|Photo: AC Weekly|
New Jersey Governor Chris Christie has been asking for more time to implement the state’s new medical marijuana law, and now it appears the bill’s chief sponsor, state Senator Nicholas Scutari, is going to give it to him.
Back in January, New Jersey became the 14th state to legalize marijuana for medical uses. A last-minute change to the legislation — as part of a deal which made the law more restrictive in terms of who qualifies for medical marijuana, and how much they can get each month — speeded up the timeline for implementation from one year to six months after it was signed into law, reports Jonathan Valania at the Philadelphia Weekly.
As passed, the law directs the state Health Department to devise rules by July 1 that would control the cultivation and distribution of medical marijuana. After a 60-day comment period, the state would then have until November to open the first six nonprofit marijuana dispensaries.
|Photo: NY Post|
|N.J. Gov. Chris Christie wants to make seriously ill patients wait another six months for the only medicine that works|
But the Christie Administration has asked for an extension of nine to 12 months, hoping to push back the deadline as far as July 2011.
Gov. Christie claims the additional time is needed to allow Health Department Commissioner Dr. Poonam Alaigh to figure out how and where marijuana will be grown and sold, and by whom.
An extension would require the cooperation of the law’s chief sponsor — Sen. Scutari — who would then introduce an amendment that would have to pass both houses of the New Jersey Legislature before summer recess, just two weeks away.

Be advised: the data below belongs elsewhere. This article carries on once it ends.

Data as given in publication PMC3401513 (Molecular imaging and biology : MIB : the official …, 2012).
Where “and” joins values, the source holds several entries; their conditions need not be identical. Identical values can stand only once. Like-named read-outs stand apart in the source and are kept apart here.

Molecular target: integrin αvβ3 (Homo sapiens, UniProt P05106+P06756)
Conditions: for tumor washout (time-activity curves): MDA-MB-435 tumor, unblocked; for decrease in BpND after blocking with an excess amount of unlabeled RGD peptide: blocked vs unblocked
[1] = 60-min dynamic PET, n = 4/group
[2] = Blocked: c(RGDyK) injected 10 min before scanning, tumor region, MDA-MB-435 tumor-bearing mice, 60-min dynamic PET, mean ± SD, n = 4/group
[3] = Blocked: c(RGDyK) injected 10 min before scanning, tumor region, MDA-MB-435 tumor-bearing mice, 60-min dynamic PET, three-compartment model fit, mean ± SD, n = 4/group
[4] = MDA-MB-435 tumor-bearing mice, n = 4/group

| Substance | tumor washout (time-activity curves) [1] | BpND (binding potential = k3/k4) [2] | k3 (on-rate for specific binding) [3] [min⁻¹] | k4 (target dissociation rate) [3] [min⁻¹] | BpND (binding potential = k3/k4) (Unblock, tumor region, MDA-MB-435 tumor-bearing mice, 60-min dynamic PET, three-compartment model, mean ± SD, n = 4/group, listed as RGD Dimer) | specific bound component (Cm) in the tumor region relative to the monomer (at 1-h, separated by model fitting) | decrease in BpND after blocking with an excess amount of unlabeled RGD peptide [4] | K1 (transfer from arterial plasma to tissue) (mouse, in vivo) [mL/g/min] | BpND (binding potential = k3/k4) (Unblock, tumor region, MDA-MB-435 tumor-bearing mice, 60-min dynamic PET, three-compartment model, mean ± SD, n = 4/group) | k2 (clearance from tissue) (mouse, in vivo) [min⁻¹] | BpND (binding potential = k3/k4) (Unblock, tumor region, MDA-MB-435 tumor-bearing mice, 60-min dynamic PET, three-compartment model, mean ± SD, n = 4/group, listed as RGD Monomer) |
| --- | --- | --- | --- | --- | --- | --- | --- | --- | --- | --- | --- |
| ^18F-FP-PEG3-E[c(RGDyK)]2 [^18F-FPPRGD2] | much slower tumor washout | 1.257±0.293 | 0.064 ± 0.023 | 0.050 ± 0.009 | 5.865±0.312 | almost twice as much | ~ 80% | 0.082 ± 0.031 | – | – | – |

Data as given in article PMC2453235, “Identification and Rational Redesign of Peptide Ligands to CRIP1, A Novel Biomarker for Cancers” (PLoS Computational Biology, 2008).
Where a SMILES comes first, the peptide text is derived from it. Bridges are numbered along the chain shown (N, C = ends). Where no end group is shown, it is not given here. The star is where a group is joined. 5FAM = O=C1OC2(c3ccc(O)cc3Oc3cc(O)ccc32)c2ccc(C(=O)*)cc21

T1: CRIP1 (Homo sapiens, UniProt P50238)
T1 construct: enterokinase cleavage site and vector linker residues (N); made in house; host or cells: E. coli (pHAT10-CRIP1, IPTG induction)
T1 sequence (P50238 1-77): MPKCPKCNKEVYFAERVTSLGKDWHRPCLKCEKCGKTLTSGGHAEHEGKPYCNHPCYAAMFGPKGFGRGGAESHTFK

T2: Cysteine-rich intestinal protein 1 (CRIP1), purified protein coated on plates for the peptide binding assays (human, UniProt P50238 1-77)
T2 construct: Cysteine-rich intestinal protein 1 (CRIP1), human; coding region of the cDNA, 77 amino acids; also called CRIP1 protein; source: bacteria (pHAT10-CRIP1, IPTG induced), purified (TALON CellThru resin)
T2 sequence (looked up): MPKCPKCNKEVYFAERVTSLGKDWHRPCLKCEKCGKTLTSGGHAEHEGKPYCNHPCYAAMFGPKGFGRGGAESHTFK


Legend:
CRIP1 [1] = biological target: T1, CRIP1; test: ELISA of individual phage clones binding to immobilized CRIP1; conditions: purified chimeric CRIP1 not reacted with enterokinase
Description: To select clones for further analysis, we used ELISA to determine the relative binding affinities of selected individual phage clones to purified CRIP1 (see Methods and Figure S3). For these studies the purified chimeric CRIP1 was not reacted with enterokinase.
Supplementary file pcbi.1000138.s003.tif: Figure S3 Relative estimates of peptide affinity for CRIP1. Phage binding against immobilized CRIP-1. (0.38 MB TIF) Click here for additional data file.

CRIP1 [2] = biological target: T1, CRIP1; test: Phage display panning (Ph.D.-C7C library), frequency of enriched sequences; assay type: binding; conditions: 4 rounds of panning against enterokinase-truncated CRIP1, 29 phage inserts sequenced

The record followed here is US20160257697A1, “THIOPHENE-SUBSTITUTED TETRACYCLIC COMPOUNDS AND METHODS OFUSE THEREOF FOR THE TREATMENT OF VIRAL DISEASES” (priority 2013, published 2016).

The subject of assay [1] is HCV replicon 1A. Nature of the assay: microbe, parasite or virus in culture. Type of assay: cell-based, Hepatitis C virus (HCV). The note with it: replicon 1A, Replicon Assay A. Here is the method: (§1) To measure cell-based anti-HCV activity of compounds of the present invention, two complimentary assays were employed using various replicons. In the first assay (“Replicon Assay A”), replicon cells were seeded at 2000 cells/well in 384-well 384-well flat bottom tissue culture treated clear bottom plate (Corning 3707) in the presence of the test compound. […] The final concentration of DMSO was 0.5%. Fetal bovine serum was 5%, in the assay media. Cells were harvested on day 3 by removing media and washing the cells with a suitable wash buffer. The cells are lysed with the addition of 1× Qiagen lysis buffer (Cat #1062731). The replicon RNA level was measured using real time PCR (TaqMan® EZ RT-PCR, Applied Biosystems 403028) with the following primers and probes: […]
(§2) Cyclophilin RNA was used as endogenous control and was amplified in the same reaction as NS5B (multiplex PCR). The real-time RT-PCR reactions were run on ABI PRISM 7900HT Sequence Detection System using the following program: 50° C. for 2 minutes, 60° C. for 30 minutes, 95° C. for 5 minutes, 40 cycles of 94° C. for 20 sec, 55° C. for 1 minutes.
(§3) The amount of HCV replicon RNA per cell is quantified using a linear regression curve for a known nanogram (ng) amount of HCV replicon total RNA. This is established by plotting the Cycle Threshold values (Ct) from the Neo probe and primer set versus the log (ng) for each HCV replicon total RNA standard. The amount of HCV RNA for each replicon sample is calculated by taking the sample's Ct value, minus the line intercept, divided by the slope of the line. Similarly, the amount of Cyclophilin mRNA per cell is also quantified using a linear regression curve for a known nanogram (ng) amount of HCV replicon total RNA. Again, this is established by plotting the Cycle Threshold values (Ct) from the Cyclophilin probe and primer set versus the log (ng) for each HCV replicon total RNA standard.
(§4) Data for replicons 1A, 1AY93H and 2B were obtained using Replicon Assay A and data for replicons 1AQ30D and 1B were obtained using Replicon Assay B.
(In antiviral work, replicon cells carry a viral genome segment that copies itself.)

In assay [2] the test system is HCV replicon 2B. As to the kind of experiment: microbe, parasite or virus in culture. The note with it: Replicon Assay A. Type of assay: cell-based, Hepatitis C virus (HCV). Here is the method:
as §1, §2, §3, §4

Scutari initially said he was not inclined to grant the delay.
“I said, ‘Send me a memo on what your issues are, and I’ll consider it, but I’m not going to give you that much time.’ It’s been in effect since January,” Scutari said last month.
|Photo: The Star-Ledger|
|N.J. State Sen. Nicolas Scutari: “I am probably going to give them some additional time”|
But in a Monday interview with the Philadelphia Weekly, Scutari confirmed that he was willing to give the Christie Administration more time.
“I’ve given it some consideration and I am probably going to give them some additional time, but not [the six to nine months]they are asking for,” Scutari said. “I just think it makes sense.”
“I was not entirely convinced that the administration [was acting in good faith]; however, I have just met with the Health Department and I am convinced that they have been doing their homework and I will work with the administration if they can show some progress in getting a patient registry up and running,” Scutari said.
Scutari said he was leaning towards a 90- to 120-day extension.
If implementation is delayed, the soonest that medical marijuana patients could expect to get their medication would be March 2011, according to Skip Stabile, an aide in Scutari’s office.
Medical marijuana advocates are threatening legal action if there is any delay.
“We have a legal team working on this as we speak,” said Anne Davis, executive director of NORML NJ.
“We are talking about patients that don’t have an extra six months of a year,” Davis said. “Some may not be alive that long.”
“I was just meeting with a lung cancer patient last night that wants to participate in the program. He is sick right now; he needs medical marijuana right now,” Davis said.